Field Trip: Alaska Botanical Garden

While in Anchorage for the Alaska Invasive Species Workshop, I had the chance to visit the Alaska Botanical Garden. As you might expect, the end of October is not the ideal time to be visiting an Alaskan garden, but it was still fun to walk around and imagine what things might look like in their prime while appreciating the year-round beauty that many plants offer.

I arrived on a Saturday morning. The garden was open, but no one else appeared to be around. I walked along the pathways that brought me to all the different cultivated spaces, which cover only a fraction of the 110 acre property. Nervous about bears (signs throughout the garden kept reminding me to be “bear aware”) and wanting to get out of the cold, I skipped the 1.1 mile nature trail that would have taken me around the perimeter of the garden.

While my visit was brief and most of the plants had already gone dormant, I still enjoyed the garden and will make it a point to return if I ever find myself in the area again. In the meantime, here are a few photos I took on that chilly October morning. Apologies in advance as all photos were taken using my cell phone, which is not ideal.

Fruits of highbush cranberry, also known as mooseberry or squashberry (Viburnum edule)

bog rosemary (Andromeda polifolia)

Entrance to the Junior Master Gardener Plot (a.k.a. Children’s Garden)

Ursus botanicus

Astilbe x arendsii ‘Bridal Veil’

alpine cinquefoil (Potentilla villosa)

Entrance to the Herb Garden

Rock Garden maintained by Alaska Rock Garden Society

One of several tufa troughs planted with alpine plants in the Rock Garden

Another tufa trough in the Rock Garden

snowbells (Soldanella sp.)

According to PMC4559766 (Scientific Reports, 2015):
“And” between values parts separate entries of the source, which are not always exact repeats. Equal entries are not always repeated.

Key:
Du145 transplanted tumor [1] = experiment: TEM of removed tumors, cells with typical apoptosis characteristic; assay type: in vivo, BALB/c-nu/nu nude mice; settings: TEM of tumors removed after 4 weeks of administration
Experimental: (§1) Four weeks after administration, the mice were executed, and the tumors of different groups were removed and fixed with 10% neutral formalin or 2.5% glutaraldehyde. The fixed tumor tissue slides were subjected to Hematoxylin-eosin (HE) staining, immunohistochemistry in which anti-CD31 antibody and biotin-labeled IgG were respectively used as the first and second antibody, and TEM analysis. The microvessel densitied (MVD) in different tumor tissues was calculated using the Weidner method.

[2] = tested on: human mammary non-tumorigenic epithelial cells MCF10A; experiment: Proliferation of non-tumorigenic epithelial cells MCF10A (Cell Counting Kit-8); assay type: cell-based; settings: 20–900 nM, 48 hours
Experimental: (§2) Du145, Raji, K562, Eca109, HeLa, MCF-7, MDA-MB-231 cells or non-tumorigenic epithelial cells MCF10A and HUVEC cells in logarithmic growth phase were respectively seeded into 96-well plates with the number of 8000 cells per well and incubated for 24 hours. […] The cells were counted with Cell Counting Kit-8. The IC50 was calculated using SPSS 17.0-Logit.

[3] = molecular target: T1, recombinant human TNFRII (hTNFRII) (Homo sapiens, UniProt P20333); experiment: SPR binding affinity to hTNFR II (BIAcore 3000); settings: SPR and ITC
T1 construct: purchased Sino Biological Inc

Saxifraga paniculata var. minutifolia ‘Red-backed Spider’

Holzhaufen or Holz Hausen (a.k.a. German woodpile). Check out this YouTube video to learn how to build your own round woodpile.

———————

More Awkward Botany Field Trips:

Advertisements

Field Trip: Utah State University Botanical Center

usu bc sign

Last month I was in Utah visiting family, so I took the opportunity to check out the Utah State University Botanical Center in Kaysville. Located along Interstate 15, it’s hard to miss, and yet I had never visited despite having driven past it numerous times. Of course, March is not the ideal time to visit a botanical garden in Utah. Spring was in the air, but the garden still had a lot of waking up to do. Regardless it was fun to check the place out and imagine what it might have to offer in its prime.

The vision of the USU Botanical Center is “to guide the conservation and wise use of plant, water, and energy resources through research-based educational experiences, demonstrations, and technologies.” Some of the demonstration gardens are located alongside a series of ponds that are stocked with fish and are home to wetland bird species and other wildlife.  Next door to the ponds is the Utah House, a demonstration house modeling energy efficient design and construction along with other sustainable practices. The landscaping surrounding the Utah House, apart from the vegetable garden, consists mainly of drought-tolerant plants.

Utah State University has recently acquired some neighboring land and is in the process of expanding their demonstration gardens and arboretum. I enjoyed my brief visit (particularly the time I spent watching the ducks) and will make it a point to stop again, both during a warmer time of year and as the gardens continue to expand.

Sumac

The fruits of smooth sumac (Rhus glabra)

Pinus heldreichii 'green bun'

Dwarf Bosnian Pine (Pinus heldreichii ‘Green Bun’)

Daphne x burkwoodii 'carol mackie'